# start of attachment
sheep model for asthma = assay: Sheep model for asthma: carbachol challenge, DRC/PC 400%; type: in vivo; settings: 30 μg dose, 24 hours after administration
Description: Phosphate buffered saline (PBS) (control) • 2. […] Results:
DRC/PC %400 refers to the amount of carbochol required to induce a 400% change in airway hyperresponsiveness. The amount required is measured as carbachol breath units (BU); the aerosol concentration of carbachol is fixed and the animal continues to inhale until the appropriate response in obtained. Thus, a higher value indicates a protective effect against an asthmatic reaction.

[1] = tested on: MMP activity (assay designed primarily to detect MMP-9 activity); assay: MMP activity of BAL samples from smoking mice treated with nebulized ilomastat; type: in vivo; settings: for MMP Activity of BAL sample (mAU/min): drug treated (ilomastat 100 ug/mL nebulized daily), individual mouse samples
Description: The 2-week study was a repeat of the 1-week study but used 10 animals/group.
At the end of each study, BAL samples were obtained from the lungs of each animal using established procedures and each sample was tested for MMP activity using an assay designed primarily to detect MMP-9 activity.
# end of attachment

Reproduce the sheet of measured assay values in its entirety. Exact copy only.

sheep model for asthma = assay: Sheep model for asthma: carbachol challenge, DRC/PC 400%; type: in vivo; settings: 30 μg dose, 24 hours after administration
Description: Phosphate buffered saline (PBS) (control) • 2. […] Results:
DRC/PC %400 refers to the amount of carbochol required to induce a 400% change in airway hyperresponsiveness. The amount required is measured as carbachol breath units (BU); the aerosol concentration of carbachol is fixed and the animal continues to inhale until the appropriate response in obtained. Thus, a higher value indicates a protective effect against an asthmatic reaction.

[1] = tested on: MMP activity (assay designed primarily to detect MMP-9 activity); assay: MMP activity of BAL samples from smoking mice treated with nebulized ilomastat; type: in vivo; settings: for MMP Activity of BAL sample (mAU/min): drug treated (ilomastat 100 ug/mL nebulized daily), individual mouse samples
Description: The 2-week study was a repeat of the 1-week study but used 10 animals/group.
At the end of each study, BAL samples were obtained from the lungs of each animal using established procedures and each sample was tested for MMP activity using an assay designed primarily to detect MMP-9 activity.